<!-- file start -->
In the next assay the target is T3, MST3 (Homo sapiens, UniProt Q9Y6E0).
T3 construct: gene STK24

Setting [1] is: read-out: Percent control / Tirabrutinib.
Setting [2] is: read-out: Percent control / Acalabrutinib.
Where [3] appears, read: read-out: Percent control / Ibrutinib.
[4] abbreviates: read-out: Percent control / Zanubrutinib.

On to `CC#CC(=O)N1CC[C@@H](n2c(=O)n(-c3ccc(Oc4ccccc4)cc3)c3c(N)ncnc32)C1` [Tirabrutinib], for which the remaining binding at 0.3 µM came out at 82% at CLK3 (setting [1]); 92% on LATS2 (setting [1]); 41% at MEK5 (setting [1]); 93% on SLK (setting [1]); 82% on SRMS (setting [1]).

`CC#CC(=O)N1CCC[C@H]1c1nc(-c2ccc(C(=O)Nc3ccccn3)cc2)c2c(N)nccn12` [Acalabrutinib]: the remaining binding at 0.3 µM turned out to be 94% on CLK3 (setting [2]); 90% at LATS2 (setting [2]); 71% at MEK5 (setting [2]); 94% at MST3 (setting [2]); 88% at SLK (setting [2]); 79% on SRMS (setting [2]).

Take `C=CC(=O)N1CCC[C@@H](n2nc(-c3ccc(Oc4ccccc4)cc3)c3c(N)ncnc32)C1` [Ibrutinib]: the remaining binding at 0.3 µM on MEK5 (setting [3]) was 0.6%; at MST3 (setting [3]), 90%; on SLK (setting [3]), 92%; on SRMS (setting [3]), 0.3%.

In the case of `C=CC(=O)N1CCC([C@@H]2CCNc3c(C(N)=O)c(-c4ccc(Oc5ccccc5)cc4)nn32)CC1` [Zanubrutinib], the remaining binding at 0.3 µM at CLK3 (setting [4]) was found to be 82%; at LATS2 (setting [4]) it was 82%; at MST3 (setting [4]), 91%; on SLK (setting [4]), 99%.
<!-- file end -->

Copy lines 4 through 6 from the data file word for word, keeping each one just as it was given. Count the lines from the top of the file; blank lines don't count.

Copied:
Setting [2] is: read-out: Percent control / Acalabrutinib.
Where [3] appears, read: read-out: Percent control / Ibrutinib.
[4] abbreviates: read-out: Percent control / Zanubrutinib.